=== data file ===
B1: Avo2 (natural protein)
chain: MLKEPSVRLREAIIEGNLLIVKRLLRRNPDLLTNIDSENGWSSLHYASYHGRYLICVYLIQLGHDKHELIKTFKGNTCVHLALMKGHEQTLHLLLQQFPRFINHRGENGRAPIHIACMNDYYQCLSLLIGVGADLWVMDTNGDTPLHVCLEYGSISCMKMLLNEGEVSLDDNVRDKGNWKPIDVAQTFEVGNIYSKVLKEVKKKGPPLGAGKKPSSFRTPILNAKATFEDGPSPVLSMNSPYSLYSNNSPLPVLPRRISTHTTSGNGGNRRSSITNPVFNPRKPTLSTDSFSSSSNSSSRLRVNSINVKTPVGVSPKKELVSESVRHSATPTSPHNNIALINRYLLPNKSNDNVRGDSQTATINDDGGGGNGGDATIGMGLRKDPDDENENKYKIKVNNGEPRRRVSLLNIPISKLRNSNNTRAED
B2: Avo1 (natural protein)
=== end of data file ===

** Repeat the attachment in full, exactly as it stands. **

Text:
B1: Avo2 (natural protein)
chain: MLKEPSVRLREAIIEGNLLIVKRLLRRNPDLLTNIDSENGWSSLHYASYHGRYLICVYLIQLGHDKHELIKTFKGNTCVHLALMKGHEQTLHLLLQQFPRFINHRGENGRAPIHIACMNDYYQCLSLLIGVGADLWVMDTNGDTPLHVCLEYGSISCMKMLLNEGEVSLDDNVRDKGNWKPIDVAQTFEVGNIYSKVLKEVKKKGPPLGAGKKPSSFRTPILNAKATFEDGPSPVLSMNSPYSLYSNNSPLPVLPRRISTHTTSGNGGNRRSSITNPVFNPRKPTLSTDSFSSSSNSSSRLRVNSINVKTPVGVSPKKELVSESVRHSATPTSPHNNIALINRYLLPNKSNDNVRGDSQTATINDDGGGGNGGDATIGMGLRKDPDDENENKYKIKVNNGEPRRRVSLLNIPISKLRNSNNTRAED
B2: Avo1 (natural protein)